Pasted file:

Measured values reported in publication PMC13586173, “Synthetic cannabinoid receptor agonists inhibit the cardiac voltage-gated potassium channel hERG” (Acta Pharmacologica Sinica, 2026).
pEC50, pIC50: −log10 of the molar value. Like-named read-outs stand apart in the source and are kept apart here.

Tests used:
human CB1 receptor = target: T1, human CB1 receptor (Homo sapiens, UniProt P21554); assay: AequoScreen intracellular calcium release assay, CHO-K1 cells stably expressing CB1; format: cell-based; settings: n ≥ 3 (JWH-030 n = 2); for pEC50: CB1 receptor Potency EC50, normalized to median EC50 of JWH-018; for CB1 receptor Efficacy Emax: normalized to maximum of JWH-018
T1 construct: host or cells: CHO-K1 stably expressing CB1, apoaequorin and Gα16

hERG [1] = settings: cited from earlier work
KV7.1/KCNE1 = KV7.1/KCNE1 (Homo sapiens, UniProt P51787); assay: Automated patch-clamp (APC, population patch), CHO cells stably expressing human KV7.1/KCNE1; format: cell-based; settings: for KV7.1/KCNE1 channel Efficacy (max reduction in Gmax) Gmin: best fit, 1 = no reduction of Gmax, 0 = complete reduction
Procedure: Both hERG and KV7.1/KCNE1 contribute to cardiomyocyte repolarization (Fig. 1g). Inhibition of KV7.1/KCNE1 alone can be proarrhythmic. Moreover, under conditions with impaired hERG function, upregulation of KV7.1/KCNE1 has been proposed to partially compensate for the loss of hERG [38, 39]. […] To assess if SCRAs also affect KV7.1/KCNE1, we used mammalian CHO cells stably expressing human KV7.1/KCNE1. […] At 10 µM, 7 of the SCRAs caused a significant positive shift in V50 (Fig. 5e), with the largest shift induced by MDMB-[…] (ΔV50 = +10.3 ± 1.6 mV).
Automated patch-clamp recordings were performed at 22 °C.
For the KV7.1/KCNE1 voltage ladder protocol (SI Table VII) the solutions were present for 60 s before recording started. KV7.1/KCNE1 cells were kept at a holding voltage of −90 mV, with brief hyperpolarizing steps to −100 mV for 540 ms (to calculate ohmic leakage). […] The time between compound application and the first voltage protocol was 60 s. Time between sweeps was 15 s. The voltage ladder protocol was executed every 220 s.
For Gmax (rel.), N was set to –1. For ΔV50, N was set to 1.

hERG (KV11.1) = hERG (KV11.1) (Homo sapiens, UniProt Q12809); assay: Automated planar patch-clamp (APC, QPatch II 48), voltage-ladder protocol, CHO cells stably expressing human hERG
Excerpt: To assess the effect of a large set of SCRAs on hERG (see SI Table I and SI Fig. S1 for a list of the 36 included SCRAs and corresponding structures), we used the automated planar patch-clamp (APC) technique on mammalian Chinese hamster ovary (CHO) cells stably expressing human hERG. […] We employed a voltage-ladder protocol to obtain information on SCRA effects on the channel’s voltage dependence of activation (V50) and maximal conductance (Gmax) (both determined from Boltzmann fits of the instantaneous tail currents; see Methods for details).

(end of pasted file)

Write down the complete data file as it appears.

Measured values reported in publication PMC13586173, “Synthetic cannabinoid receptor agonists inhibit the cardiac voltage-gated potassium channel hERG” (Acta Pharmacologica Sinica, 2026).
pEC50, pIC50: −log10 of the molar value. Like-named read-outs stand apart in the source and are kept apart here.

Tests used:
human CB1 receptor = target: T1, human CB1 receptor (Homo sapiens, UniProt P21554); assay: AequoScreen intracellular calcium release assay, CHO-K1 cells stably expressing CB1; format: cell-based; settings: n ≥ 3 (JWH-030 n = 2); for pEC50: CB1 receptor Potency EC50, normalized to median EC50 of JWH-018; for CB1 receptor Efficacy Emax: normalized to maximum of JWH-018
T1 construct: host or cells: CHO-K1 stably expressing CB1, apoaequorin and Gα16

hERG [1] = settings: cited from earlier work
KV7.1/KCNE1 = KV7.1/KCNE1 (Homo sapiens, UniProt P51787); assay: Automated patch-clamp (APC, population patch), CHO cells stably expressing human KV7.1/KCNE1; format: cell-based; settings: for KV7.1/KCNE1 channel Efficacy (max reduction in Gmax) Gmin: best fit, 1 = no reduction of Gmax, 0 = complete reduction
Procedure: Both hERG and KV7.1/KCNE1 contribute to cardiomyocyte repolarization (Fig. 1g). Inhibition of KV7.1/KCNE1 alone can be proarrhythmic. Moreover, under conditions with impaired hERG function, upregulation of KV7.1/KCNE1 has been proposed to partially compensate for the loss of hERG [38, 39]. […] To assess if SCRAs also affect KV7.1/KCNE1, we used mammalian CHO cells stably expressing human KV7.1/KCNE1. […] At 10 µM, 7 of the SCRAs caused a significant positive shift in V50 (Fig. 5e), with the largest shift induced by MDMB-[…] (ΔV50 = +10.3 ± 1.6 mV).
Automated patch-clamp recordings were performed at 22 °C.
For the KV7.1/KCNE1 voltage ladder protocol (SI Table VII) the solutions were present for 60 s before recording started. KV7.1/KCNE1 cells were kept at a holding voltage of −90 mV, with brief hyperpolarizing steps to −100 mV for 540 ms (to calculate ohmic leakage). […] The time between compound application and the first voltage protocol was 60 s. Time between sweeps was 15 s. The voltage ladder protocol was executed every 220 s.
For Gmax (rel.), N was set to –1. For ΔV50, N was set to 1.

hERG (KV11.1) = hERG (KV11.1) (Homo sapiens, UniProt Q12809); assay: Automated planar patch-clamp (APC, QPatch II 48), voltage-ladder protocol, CHO cells stably expressing human hERG
Excerpt: To assess the effect of a large set of SCRAs on hERG (see SI Table I and SI Fig. S1 for a list of the 36 included SCRAs and corresponding structures), we used the automated planar patch-clamp (APC) technique on mammalian Chinese hamster ovary (CHO) cells stably expressing human hERG. […] We employed a voltage-ladder protocol to obtain information on SCRA effects on the channel’s voltage dependence of activation (V50) and maximal conductance (Gmax) (both determined from Boltzmann fits of the instantaneous tail currents; see Methods for details).